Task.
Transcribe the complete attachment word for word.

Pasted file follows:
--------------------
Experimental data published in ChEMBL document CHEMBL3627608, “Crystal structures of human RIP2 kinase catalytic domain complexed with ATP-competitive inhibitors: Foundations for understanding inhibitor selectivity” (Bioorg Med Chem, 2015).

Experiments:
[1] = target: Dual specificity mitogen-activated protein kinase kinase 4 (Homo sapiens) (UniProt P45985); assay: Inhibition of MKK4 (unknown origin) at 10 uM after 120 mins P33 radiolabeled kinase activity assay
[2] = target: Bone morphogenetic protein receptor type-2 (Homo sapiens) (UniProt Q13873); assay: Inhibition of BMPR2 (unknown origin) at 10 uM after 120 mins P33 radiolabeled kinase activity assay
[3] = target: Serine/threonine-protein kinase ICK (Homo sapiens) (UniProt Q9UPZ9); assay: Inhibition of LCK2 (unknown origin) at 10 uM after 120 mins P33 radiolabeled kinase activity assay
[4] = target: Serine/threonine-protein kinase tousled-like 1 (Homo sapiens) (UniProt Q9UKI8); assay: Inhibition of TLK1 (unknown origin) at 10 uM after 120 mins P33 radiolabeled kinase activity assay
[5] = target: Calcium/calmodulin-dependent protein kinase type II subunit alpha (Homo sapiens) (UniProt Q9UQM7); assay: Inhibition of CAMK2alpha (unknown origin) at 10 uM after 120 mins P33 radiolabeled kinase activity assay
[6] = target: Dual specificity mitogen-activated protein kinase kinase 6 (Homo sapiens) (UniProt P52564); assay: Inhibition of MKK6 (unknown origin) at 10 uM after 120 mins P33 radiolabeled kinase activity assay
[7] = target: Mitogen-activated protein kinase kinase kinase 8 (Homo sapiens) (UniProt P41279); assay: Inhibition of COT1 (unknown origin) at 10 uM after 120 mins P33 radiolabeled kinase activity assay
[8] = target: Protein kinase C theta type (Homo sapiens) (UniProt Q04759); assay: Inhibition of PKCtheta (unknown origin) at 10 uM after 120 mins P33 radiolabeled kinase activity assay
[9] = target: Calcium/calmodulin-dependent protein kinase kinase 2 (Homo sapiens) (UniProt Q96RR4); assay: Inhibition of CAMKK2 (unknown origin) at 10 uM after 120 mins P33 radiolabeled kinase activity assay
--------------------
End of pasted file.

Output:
Experimental data published in ChEMBL document CHEMBL3627608, “Crystal structures of human RIP2 kinase catalytic domain complexed with ATP-competitive inhibitors: Foundations for understanding inhibitor selectivity” (Bioorg Med Chem, 2015).

Experiments:
[1] = target: Dual specificity mitogen-activated protein kinase kinase 4 (Homo sapiens) (UniProt P45985); assay: Inhibition of MKK4 (unknown origin) at 10 uM after 120 mins P33 radiolabeled kinase activity assay
[2] = target: Bone morphogenetic protein receptor type-2 (Homo sapiens) (UniProt Q13873); assay: Inhibition of BMPR2 (unknown origin) at 10 uM after 120 mins P33 radiolabeled kinase activity assay
[3] = target: Serine/threonine-protein kinase ICK (Homo sapiens) (UniProt Q9UPZ9); assay: Inhibition of LCK2 (unknown origin) at 10 uM after 120 mins P33 radiolabeled kinase activity assay
[4] = target: Serine/threonine-protein kinase tousled-like 1 (Homo sapiens) (UniProt Q9UKI8); assay: Inhibition of TLK1 (unknown origin) at 10 uM after 120 mins P33 radiolabeled kinase activity assay
[5] = target: Calcium/calmodulin-dependent protein kinase type II subunit alpha (Homo sapiens) (UniProt Q9UQM7); assay: Inhibition of CAMK2alpha (unknown origin) at 10 uM after 120 mins P33 radiolabeled kinase activity assay
[6] = target: Dual specificity mitogen-activated protein kinase kinase 6 (Homo sapiens) (UniProt P52564); assay: Inhibition of MKK6 (unknown origin) at 10 uM after 120 mins P33 radiolabeled kinase activity assay
[7] = target: Mitogen-activated protein kinase kinase kinase 8 (Homo sapiens) (UniProt P41279); assay: Inhibition of COT1 (unknown origin) at 10 uM after 120 mins P33 radiolabeled kinase activity assay
[8] = target: Protein kinase C theta type (Homo sapiens) (UniProt Q04759); assay: Inhibition of PKCtheta (unknown origin) at 10 uM after 120 mins P33 radiolabeled kinase activity assay
[9] = target: Calcium/calmodulin-dependent protein kinase kinase 2 (Homo sapiens) (UniProt Q96RR4); assay: Inhibition of CAMKK2 (unknown origin) at 10 uM after 120 mins P33 radiolabeled kinase activity assay